Understanding of moral emotions and social exclusion in pre-schoolers and third graders

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2 Citations (Scopus)


This study examined whether children use information about moral emotions when judging peer exclusion. Japanese pre-schoolers and third graders (N = 110) listened to stories featuring characters who felt happy or sad after engaging in immoral behaviour or avoiding immoral behaviour (pushing a child off a swing and stealing another child’s doughnuts). In study 1, participants judged the extent to which characters who felt happiness, guilt, and pride would be socially excluded. In study 2, participants judged whether characters who felt guilt, no guilt, pride, and no pride would be socially excluded. Participants believed that characters would be socially excluded based on moral emotions. Characters who did not feel guilt or pride were excluded more frequently relative to those who did; however, children found it easier to judge exclusion based on guilt rather than pride, especially in the case of pre-schoolers. Moreover, pre-schoolers had difficulty explaining their reasoning.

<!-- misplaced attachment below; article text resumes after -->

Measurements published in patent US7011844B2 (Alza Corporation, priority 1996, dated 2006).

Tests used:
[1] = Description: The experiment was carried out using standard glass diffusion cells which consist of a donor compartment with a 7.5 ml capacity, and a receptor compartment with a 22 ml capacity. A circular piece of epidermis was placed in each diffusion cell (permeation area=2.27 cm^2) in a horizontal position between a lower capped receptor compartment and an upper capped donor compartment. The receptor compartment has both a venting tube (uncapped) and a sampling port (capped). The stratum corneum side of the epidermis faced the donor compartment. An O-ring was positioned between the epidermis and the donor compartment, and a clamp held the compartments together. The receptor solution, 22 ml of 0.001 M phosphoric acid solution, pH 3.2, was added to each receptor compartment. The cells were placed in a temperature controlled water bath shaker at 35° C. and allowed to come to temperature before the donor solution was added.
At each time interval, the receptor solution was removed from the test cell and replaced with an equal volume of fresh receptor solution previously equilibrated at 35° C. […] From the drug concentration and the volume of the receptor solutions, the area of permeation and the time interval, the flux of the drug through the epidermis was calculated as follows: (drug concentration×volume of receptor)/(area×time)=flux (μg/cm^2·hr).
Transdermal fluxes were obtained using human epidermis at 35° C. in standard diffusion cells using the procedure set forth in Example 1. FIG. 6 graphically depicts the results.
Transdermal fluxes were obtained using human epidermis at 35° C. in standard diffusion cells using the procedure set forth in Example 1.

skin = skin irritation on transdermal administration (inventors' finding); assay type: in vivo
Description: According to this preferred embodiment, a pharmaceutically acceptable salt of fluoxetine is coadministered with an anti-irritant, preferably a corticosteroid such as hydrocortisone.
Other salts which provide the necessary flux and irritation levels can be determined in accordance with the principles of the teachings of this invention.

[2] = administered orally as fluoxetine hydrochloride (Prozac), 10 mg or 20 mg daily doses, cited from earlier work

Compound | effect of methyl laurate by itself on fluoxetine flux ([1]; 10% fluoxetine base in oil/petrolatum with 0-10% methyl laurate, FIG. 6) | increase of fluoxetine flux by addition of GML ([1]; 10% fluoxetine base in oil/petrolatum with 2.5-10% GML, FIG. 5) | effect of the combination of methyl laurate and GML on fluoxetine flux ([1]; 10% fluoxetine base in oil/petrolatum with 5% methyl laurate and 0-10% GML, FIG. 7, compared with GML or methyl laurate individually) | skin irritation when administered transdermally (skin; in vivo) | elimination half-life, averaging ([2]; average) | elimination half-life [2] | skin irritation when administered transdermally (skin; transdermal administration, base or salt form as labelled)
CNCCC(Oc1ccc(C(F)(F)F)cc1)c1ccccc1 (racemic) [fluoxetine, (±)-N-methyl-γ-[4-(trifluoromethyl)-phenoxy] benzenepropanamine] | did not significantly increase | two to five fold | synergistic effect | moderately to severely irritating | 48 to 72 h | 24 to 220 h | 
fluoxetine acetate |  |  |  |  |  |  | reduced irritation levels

Original languageEnglish
Pages (from-to)595-610
Number of pages16
JournalEuropean Journal of Developmental Psychology
Issue number5
Publication statusPublished - 2019 Sept 3
Externally publishedYes


  • Moral emotion attribution
  • guilt
  • happy victimizer
  • peer exclusion
  • pride

ASJC Scopus subject areas

  • Social Psychology
  • Developmental and Educational Psychology


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